The TCF or τf indicates the thermal stability of a resonating body and describes the drift of f0 as a function of temperature. It is given by [1]

where τε and αL are the temperature coefficient of εr and the linear expansion coefficient, respectively.

For base stations, unmetallized ceramics are used within cavities as filters and resonators and are required to have τf = ± 1 ppm/ °C, ultra-high Q × f (> 40, 000 GHz) and 5<τr< 50 depending on the operating frequency. For antennas and radio frequency (RF) substrates which typically have surface metallizations, τf (± 10 ppm/ °C) is relaxed with lower values of Q × f acceptable. τr depends on the application but rarely exceeds 100.

MW ceramics used in co-fired waveguide circuits are divided into four classifications depending on sintering temperature [3]: high-temperature co-fired ceramics (HTCCs, > 1000 °C), low-temperature co-fired ceramics (LTCCs, 700–1000 °C), ultralow-temperature co-fired ceramics (ULTCCs, 400–700 °C) and cold-sintered co-fired ceramics (CSCCs, < 200 °C). HTCCs [4, 5] are typically complex perovskites [6, 7], barium titanates [8], niobates [9, 10], silicates [11,12,13], which cannot be co-fired with base-metal or low melting temperature electrodes (e.g. Ag, Cu, Al) and whose manufacture is energy intensive [14]. Further miniaturization and integration of MW devices have driven the development of LTCCs and ULTCCs, which may be co-fired with base-metal electrodes without melting and interaction [15,16,17,18,19,20]. The family of LTCCs and ULTCCs mainly includes glass–ceramics [21,22,23], tellurates [24, 25], molybdates [26,27,28,29,30,31], vanadates [32,33,34,35], tungstates [36,37,38] and borates [39,40,41].

Despite recent advances, the sintering temperatures of LTCCs and ULTCCs are still much higher than can be withstood by a polymer-based printed circuit boards (PCBs < 200 °C), which inhibits the development of integrated, directly packaged RF devices and systems. CSCCs are a series of ceramics or ceramic composites that can be densified at ultralow temperatures < 200 °C by the cold sintering process (CSP) [3, 42,43,44,45,46,47,48,49], which enables not only co-firing with base-metal electrodes [3, 50, 51] but also PCBs [52] and polymers [43, 53]. Along with CSCCs for RF applications, cold sintering has also been employed to densify ferroelectrics [54,55,56,57,58], piezoelectrics [59,60,61,62,63], thermoelectrics [64], semiconductors [65,66,67,68,69,70], electrolytes [71,72,73,74,75], cathodes [76, 77] and oxides [78,79,80,81,82], which are widely used in many applications, Fig. 1.

Figure 1

Materials and applications of cold sintering. (Some inset pictures are reprinted with permission from Refs. [83,84,85,86]).

Cold sintering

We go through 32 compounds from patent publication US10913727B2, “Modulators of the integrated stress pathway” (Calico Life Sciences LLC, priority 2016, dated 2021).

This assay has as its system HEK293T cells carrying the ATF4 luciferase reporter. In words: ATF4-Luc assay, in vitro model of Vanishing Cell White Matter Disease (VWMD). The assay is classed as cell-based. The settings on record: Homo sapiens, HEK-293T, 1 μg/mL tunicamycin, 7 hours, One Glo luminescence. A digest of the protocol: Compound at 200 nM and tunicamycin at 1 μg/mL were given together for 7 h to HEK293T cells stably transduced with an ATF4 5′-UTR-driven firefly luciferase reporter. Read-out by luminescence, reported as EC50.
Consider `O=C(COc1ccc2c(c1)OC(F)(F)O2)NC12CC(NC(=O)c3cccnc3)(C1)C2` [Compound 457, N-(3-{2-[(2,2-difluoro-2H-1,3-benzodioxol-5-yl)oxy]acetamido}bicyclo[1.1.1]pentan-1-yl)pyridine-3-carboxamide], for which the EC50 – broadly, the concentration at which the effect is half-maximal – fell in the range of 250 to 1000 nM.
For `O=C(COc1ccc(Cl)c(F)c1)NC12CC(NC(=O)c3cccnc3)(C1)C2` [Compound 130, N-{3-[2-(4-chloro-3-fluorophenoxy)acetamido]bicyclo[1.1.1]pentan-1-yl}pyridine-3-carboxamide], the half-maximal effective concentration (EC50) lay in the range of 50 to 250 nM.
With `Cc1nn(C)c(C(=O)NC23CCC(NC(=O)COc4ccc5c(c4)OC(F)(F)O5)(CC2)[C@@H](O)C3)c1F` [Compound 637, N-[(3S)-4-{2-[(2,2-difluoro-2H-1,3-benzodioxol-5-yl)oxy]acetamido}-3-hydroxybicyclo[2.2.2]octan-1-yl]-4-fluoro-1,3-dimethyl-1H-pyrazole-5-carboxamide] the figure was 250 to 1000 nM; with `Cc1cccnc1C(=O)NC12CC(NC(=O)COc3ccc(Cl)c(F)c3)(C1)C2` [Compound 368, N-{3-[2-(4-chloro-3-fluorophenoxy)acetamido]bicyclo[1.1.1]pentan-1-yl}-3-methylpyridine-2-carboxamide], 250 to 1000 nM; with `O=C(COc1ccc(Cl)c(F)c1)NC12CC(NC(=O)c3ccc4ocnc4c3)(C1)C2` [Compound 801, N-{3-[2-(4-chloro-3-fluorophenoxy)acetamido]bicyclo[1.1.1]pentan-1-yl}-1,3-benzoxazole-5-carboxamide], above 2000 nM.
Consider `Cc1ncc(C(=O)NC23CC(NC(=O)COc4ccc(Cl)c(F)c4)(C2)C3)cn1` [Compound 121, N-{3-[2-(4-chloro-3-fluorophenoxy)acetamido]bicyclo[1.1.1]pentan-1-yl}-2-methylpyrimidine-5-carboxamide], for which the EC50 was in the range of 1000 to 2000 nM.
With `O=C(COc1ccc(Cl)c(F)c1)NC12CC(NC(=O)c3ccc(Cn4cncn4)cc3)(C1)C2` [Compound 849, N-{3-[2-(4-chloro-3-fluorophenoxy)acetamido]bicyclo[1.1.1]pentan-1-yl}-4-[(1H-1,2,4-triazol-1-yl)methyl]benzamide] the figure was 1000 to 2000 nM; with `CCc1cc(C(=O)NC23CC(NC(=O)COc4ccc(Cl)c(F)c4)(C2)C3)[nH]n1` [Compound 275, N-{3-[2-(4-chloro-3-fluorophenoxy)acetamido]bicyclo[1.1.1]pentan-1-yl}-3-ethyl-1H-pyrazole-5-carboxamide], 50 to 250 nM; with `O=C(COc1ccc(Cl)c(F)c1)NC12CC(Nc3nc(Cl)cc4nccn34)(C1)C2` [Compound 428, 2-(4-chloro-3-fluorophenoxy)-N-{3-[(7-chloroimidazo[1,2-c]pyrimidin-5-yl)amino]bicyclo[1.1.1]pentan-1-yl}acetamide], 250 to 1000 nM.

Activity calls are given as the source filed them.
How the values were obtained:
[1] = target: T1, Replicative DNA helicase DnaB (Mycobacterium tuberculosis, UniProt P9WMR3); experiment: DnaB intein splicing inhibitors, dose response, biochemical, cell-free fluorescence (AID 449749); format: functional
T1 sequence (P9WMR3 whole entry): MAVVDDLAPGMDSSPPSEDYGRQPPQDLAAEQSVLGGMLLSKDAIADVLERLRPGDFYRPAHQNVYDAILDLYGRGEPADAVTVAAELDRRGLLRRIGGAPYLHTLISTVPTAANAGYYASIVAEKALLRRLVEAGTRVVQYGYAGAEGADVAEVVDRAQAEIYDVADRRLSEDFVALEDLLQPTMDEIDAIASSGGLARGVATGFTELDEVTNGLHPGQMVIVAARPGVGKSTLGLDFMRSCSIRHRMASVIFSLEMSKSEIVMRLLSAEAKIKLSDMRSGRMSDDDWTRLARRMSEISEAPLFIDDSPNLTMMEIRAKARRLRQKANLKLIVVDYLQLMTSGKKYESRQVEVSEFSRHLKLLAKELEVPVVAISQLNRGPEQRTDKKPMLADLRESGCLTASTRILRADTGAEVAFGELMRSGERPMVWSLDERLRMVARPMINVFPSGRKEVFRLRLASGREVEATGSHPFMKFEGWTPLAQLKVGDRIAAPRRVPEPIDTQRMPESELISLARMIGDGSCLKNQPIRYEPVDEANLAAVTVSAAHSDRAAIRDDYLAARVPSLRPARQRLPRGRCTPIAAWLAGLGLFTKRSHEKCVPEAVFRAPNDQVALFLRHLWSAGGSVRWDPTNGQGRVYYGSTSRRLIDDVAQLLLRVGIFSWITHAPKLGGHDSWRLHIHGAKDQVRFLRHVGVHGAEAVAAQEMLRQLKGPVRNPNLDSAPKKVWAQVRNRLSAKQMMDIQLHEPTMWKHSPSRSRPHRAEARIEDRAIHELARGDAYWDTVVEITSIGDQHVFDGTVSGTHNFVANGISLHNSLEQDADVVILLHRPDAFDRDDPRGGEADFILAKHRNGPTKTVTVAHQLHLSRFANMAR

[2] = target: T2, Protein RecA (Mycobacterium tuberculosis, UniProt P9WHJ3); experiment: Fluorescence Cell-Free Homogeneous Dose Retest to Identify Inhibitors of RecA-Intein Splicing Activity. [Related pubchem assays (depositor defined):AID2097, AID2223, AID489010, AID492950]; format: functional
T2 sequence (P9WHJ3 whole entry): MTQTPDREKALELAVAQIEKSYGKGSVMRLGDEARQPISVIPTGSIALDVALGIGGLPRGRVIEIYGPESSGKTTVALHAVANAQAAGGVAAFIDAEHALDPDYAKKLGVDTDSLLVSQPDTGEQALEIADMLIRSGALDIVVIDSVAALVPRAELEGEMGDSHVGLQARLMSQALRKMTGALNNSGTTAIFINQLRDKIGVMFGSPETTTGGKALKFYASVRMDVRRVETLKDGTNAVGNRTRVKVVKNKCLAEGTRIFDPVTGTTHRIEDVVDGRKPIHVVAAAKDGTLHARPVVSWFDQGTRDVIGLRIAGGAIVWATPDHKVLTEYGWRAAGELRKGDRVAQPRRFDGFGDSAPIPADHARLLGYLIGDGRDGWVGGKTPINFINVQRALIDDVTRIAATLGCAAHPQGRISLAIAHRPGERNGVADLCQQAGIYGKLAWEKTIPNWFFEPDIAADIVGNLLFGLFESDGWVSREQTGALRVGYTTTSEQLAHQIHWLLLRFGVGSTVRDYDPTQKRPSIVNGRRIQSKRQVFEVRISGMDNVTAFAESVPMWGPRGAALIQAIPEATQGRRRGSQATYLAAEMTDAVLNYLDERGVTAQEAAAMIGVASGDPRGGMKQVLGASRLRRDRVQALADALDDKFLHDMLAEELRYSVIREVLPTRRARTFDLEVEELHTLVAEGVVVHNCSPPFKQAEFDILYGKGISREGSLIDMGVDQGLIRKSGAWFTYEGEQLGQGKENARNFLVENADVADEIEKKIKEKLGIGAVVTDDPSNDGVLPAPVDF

MW ceramics are discussed in detail in section “Microwave Dielectric Materials and Devices by Cold Sintering” but here we present a brief overview of a broader range of functional ceramics that have been shown to cold sinter, alongside a detailed description of the process and its mechanism.

Overview of cold sintering of functional ceramics

Guo et al. [58] demonstrated that ferroelectric BaTiO3 (BT) ceramics could be densified (relative density, ρr ~ 93%) at 180 °C with the help of Ba(OH)2/TiO2 suspension, which was further increased to 95% after post-annealing treatment. More recently, dense BT nanoceramics (ρr ~ 92–95%, grain size ~ 75–150 nm) were successfully cold sintered in a single step at 300 °C for 12 h at 520 MPa with the aid of a molten hydroxide flux (NaOH:KOH = 1:1) [55]. Piezoelectric ceramics, such as lead zirconate titanate (Pb(Zr,Ti)O3, PZT), potassium-sodium niobate (K0.5Na0.5NbO3, KNN) and sodium bismuth titanate (Na0.5Bi0.5TiO3), have been successfully densified by cold sintering with the help of transient liquid-phase (Pb(NO3)2 solution for PZT, NaCl aqueous solution for KNN and Bi(NO3)3/NaOH/TiO2 suspension for NBT [59,60,61,62,63]. Semiconductor V2O5 as well as V2O5-poly(3,4-ethylenedioxythiophene) poly(styrene sulfonate) (PEDOT:PSS) composites have been cold sintered at 120 °C [66]; the electrical conductivity (4.8 × 10−4 S/cm at 25 °C), activation energy (0.25 eV at 25 °C) and Seebeck coefficient (− 990 μV/K at 50 °C) of cold-sintered V2O5 were comparable to conventionally sintered samples and were further increased by the addition of 1–2 vol% PEDOT:PSS. The current status of cold sintering of ZrO2 has been reviewed by Guo et al.; ρr ~ 85% is achieved by a one-step cold-sintered process at 180 °C which increased to ρr ~ 95% with comparable Vickers hardness after annealing at 1100 °C, much lower than conventional sintering process (~ 1400 °C) [79]. The application of cold sintering to solid-state lithium batteries has been reviewed by Liu et al. [46], in which recent progress in different solid electrolytes and electrodes is summarized. Li ion electrolytes and electrodes may be densified but the electrochemical properties of the cold-sintered electrolytes and electrodes required improvement.